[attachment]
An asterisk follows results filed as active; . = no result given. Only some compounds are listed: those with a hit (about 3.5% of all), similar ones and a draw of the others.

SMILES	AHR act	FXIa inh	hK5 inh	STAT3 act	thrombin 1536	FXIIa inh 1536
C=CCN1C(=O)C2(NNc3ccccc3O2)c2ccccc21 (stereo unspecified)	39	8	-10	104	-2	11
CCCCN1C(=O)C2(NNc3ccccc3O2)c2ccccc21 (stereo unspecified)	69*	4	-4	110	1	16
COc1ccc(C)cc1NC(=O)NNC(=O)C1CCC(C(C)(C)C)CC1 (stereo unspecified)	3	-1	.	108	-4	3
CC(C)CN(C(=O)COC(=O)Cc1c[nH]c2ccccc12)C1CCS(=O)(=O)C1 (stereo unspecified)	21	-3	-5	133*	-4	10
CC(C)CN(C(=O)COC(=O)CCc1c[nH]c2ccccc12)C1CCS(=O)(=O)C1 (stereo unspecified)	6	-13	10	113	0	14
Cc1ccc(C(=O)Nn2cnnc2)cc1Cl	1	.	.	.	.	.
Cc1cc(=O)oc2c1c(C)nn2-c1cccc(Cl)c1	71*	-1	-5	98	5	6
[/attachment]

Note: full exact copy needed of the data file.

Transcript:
An asterisk follows results filed as active; . = no result given. Only some compounds are listed: those with a hit (about 3.5% of all), similar ones and a draw of the others.

SMILES	AHR act	FXIa inh	hK5 inh	STAT3 act	thrombin 1536	FXIIa inh 1536
C=CCN1C(=O)C2(NNc3ccccc3O2)c2ccccc21 (stereo unspecified)	39	8	-10	104	-2	11
CCCCN1C(=O)C2(NNc3ccccc3O2)c2ccccc21 (stereo unspecified)	69*	4	-4	110	1	16
COc1ccc(C)cc1NC(=O)NNC(=O)C1CCC(C(C)(C)C)CC1 (stereo unspecified)	3	-1	.	108	-4	3
CC(C)CN(C(=O)COC(=O)Cc1c[nH]c2ccccc12)C1CCS(=O)(=O)C1 (stereo unspecified)	21	-3	-5	133*	-4	10
CC(C)CN(C(=O)COC(=O)CCc1c[nH]c2ccccc12)C1CCS(=O)(=O)C1 (stereo unspecified)	6	-13	10	113	0	14
Cc1ccc(C(=O)Nn2cnnc2)cc1Cl	1	.	.	.	.	.
Cc1cc(=O)oc2c1c(C)nn2-c1cccc(Cl)c1	71*	-1	-5	98	5	6